Applied Behavior Analysis therapy has been helping patients with autism since the early 1960s. However, the practices of ABA therapy were first applied to children that displayed negative behaviors in the early 1920s. In its early development, psychologists used rewards to encourage positive behavior and punishments to discourage negative behavior. The punishment portion is no longer part of ABA therapy, as punishment has been scientifically proven to cause more harm than good. Instead, therapists focus on rewards and positive reinforcement for socially acceptable behaviors, and they work on skill building with patients to help reduce negative behaviors.
ABA therapy has not only been proven to help patients with autism; it can actually be applied to many other neurodevelopment disorders, such as ADHD. Attention Deficit Hyperactivity Disorder is a neurodevelopment disorder that produces symptoms such as inattentiveness, carelessness, hyperactivity, and impulsivity that are not developmentally appropriate or are disruptive to the patient’s life. ADHD can produce symptoms in patients as young as 2 years old. ABA therapy, in combination with some medications, produces the best outcomes for children with ADHD. Children with ADHD have shown decreased levels of impulsivity through ABA therapy and stimulant medication treatments.
How Does ABA Therapy Work with ADHD?
Children with ADHD can suffer from their symptoms. The severity of the symptoms ranges from mild to severe, and more severe symptoms can drastically reduce the quality of life of the child. Getting treatment early is one of the best ways to treat ADHD and prevent symptoms from worsening. ABA therapy is not a cure for ADHD, but it does teach children the skills they need to live a full life.
Some of the ABA techniques applied to ADHD treatment include:
- Positive Reinforcement
- Discrete Trial Training (DTT)
- Self-management Training
These three techniques help patients build life skills, like social skills, play skills, motor skills, impulse control, and much more.
Positive reinforcement encourages children to continue desired behaviors. In an example, a child practices turn-taking with the therapist. If the therapist asks for a turn with a toy that the child is playing with, and the child hands the toy over, the therapist will reward the child by saying, “That was such nice turn-taking! Thank you! Now, it’s your turn.” This will encourage the child to continue taking turns.
Now, if the child says no and continues to play, the therapist will start over and try the process again. The goal of ABA therapy is to teach children skills they need to control undesirable behaviors, not to punish them for behaviors they don’t know how to control.
Discrete Trial Training (DTT) involves breaking down complex behaviors into smaller, more manageable tasks. This technique of ABA therapy is like a ladder: You start with one simple task and gradually work your way up to the complex task. An example would be transitioning from one activity to another. Some children really struggle with transitions, so teaching them the skills they need to avoid a meltdown is important. Starting with a smaller task, like transitioning from playing with one toy to another, can help lead up to bigger tasks, like stopping playtime to get ready to leave home. DTT can greatly improve ADHD symptoms.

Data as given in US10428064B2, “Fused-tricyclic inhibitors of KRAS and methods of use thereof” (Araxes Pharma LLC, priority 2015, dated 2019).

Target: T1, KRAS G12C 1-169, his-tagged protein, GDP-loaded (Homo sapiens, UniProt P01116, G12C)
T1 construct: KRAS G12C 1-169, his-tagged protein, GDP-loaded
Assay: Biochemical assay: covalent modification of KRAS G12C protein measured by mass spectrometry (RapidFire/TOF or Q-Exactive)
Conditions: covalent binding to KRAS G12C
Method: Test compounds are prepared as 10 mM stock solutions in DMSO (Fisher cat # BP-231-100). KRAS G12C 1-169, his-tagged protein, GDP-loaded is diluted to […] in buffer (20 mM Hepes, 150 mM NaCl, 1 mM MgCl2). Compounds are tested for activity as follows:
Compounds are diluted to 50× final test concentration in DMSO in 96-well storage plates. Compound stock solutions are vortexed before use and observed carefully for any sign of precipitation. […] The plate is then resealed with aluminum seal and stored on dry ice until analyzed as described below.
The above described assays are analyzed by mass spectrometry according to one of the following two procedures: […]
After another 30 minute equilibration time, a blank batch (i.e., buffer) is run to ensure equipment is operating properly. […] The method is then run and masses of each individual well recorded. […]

Self-management training is used primarily with older patients with ADHD and teaches self-awareness, as well as skills to improve self-praise and self-management of problematic behaviors.
Healthcare Provider’s Role in ABA Therapy
A healthcare provider can be a valuable resource in ABA therapy. Healthcare providers can diagnose ADHD in young children and outline the treatment for ADHD. Treatment options may include medication, mental health therapy, and ABA therapy. Healthcare providers and parents can discuss the benefits of different treatment options, as well as why ABA therapy may be the better option. They can also give you a list of ABA therapy treatment centers in your area; some treatment centers accept insurance, as well.
Questions to Ask ABA Therapists
When you are looking for ABA therapy centers, there are a few things you should ask the therapists.
Does this therapist teach parents skills? The therapy center you choose should be trained to teach parents the tools they use in therapy sessions. Parents need to be able to work and communicate with their kids outside of therapy sessions. Some of the skills parents need to learn include positive reinforcement, structure, and consistent discipline strategies.
Does this therapist meet with the family regularly to monitor progress and provide support? The ABA therapy treatment center you choose should do regular meetings with the parents and child to assess the child’s progress. Therapists will work with parents to determine if the child is meeting their goals both during therapy sessions and outside of therapy sessions. They can also offer advice and emotional support.
What Should Parents Expect?
Parents can expect ABA therapy to last for several months, up to a year. Parents can attend some sessions and practice the ABA therapy tools, or they can watch the sessions from a private area where the child cannot see them. Therapists only have a set amount of time each session to work on these skills, so it is vital that parents also learn techniques to use at home. After all, parents are the greatest influence on their children’s behavior.
ABA Therapy in Texas
If you’re looking for ABA therapy in Katy, Texas, visit the Learning Continuum website today!